The Rt Revd Dr Tom Wright is Professor of New Testament and Early Christianity at the University of St Andrews.

 

Salley Vickers

Round the Square and Up the Tower: Clifford Chambers, Warwickshire nby Sarah Hoskins (Hosking Houses Trust, £9; 978-0-95731422-1).

The Hosking Houses Trust has produced an utterly charming book about its church, St Helen's, in The Square, in Clifford Chambers, a tiny village just outside Stratford-upon-Avon, and I think it is this year's favourite read. The book is beautifully produced, and contains an eclectic (and often eccentric) mix of history, sociology, art, poetry (the poet Michael Dray­ton lived here), and theology. The well-known poet Felix Dennis, the ac­­claimed church his­torian Stephen Prickett, and a number of other grandees have pieces here.

I read it while engaged in some tough writing in one of the 17th-century cottages in The Square, and it was a kind of spiritual counterpart to the physical haven.

Salley Vickers is a novelist. Her latest book is The Cleaner of Chartres (Penguin, 2012).


Esther de Waal

New Selected Poems by Denise Levertov (Bloodaxe Books, £9.95 (£8.94); (978-1-85224-653-2).

The biography of Denise Levertov written earlier this year by Dana Greene led me to rediscover this extra­ordinary poet. Her mother was Welsh, and her father was a Jewish Russian immigrant, who became an Anglican priest. The grittiness of her life taught her to bring joy out of suffer­ing. The Hasidic sense of wonder gave her the ability to "see the sparks of God everywhere". Her imagination taught her how to live with a "door open to transcendence". Despite much personal sorrow, her later poems are lumi­nous as she embraced faith, and became a Roman Catholic.

Esther de Waal is the author of Seeking Life (Canterbury Press, 2009), and other books.


James Walters

A Keeper of the Word: Selected writings of William Stringfellow, edited by Bill Wylie Kellermann (Eerdmans, £16.99 (£15.30); 978-0-8028-0726-7).

Not all LSE graduates be­­come politicians and bankers. This year, I have been reading the theological work of an Ameri­­can alumnus from the 1950s, William String­fellow. Stringfellow spent most of his life working as a lawyer representing poor and disadvantaged people. But he was also a theo­logian, described by Karl Barth as "the man America should listen to", and whose work is only just starting to receive the recognition it deserves.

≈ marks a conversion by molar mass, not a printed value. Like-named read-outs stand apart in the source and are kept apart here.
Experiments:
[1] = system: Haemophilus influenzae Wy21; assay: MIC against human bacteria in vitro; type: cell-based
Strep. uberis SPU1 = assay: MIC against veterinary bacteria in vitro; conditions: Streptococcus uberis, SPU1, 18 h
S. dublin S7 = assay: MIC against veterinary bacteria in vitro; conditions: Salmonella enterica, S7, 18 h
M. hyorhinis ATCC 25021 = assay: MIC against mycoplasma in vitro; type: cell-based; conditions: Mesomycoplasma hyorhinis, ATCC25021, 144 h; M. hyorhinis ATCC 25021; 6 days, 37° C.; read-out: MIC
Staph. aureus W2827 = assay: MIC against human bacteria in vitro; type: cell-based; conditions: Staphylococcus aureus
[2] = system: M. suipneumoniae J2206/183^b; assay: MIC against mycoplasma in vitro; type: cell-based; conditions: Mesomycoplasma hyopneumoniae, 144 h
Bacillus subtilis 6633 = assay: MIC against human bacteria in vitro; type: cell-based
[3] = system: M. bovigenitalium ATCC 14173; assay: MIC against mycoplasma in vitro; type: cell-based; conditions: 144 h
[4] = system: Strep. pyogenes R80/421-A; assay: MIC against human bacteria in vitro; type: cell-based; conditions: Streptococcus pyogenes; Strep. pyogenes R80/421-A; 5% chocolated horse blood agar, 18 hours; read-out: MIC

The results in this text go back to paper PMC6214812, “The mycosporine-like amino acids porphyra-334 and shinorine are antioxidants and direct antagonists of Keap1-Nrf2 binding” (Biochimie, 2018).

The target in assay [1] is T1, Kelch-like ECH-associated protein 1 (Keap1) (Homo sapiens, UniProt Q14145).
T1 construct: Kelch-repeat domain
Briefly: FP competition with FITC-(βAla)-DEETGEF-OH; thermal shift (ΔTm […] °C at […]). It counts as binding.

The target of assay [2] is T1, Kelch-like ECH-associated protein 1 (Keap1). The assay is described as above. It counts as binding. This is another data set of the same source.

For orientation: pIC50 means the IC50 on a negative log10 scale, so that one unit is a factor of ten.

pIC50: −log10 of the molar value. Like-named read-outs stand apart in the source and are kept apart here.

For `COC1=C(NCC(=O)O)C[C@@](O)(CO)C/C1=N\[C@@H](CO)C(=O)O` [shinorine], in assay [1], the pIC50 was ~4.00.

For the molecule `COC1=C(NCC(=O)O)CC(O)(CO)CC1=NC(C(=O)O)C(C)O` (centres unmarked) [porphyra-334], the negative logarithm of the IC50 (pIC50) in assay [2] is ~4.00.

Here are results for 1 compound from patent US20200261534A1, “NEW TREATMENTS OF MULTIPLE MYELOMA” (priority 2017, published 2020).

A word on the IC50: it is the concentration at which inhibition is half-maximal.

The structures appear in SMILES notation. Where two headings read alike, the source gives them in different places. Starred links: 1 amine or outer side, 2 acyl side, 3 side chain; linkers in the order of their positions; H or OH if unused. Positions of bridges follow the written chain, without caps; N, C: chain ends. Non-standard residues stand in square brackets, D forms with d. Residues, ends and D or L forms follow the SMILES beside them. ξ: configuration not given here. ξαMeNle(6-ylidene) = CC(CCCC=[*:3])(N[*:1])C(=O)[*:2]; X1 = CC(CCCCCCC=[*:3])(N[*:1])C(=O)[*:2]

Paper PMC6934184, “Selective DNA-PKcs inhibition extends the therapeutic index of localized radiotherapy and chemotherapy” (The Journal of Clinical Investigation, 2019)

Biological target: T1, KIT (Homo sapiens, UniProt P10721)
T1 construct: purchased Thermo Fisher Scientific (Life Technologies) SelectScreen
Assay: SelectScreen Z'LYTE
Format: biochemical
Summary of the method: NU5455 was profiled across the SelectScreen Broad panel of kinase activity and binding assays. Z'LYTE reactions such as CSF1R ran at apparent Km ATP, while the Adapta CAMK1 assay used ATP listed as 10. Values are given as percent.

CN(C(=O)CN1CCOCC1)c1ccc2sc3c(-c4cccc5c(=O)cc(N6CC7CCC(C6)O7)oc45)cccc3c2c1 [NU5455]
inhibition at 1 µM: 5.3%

A Keeper of the Wordis an edited selection of his writings, reflecting Stringfellow's un­­usual combination of autobiography, theo­logy, social critique, and his occasionally ex­­coriating wit.

The Revd Dr James Walters is Chaplain to the London School of Economics.
 
 

Martyn Percy

Into the Silent Land  by Martin Laird (DLT, £10.95 (£9.86); 978-0-232-52640-0); A Sunlit Absence by Martin Laird (OUP, £12.99 (£11.70); 978-0-19-537872-6).

My favourite read of 2013? These two books by Martin Laird. For me - as something of a novice in the contemplative practice known as "mind­fulness", pioneered by my friend and colleague Mark Williams - Laird's work has really opened up the rich meditative methods and traditions found with­in contemplative prayer. His work is centred on the part played by breath and awareness in the spiritual life, which, although often asso­ciated with Budd­hism, is also an ancient prac­tice rooted in early Christian thinkers.

Laird's great genius is to bring together scholarship, pastoral practice, and personal experience. Both books are beautifully writ­ten, and quite exquisite.

Canon Martyn Percy is the Principal of Ripon College, Cuddesdon.

 

Mark Oakley

What W. H. Auden Can Do For You  by Alexander McCall Smith (Princeton University Press, £13.95 (£12.56); 978-0-69-114473-3).

A poet I turn back to again and again is W. H. Auden. It is the mixture of his forgiving humanity with the affecting precision of his language which draws me. He dispels illusions without becoming dis­illusioned. There are many great guides to help us understand Auden - John Fuller and Edward Mendelson spring to mind - but Alexander McCall Smith's What W. H. Auden Can Do For You is a graceful and per­sonal response of gratitude for Auden, celebrating the resonance, reverence, and rebellion of the man who believed "truth is catholic, but the search for it is protestant."

The Revd Mark Oakley is Canon Chancellor of St Paul's Cathedral.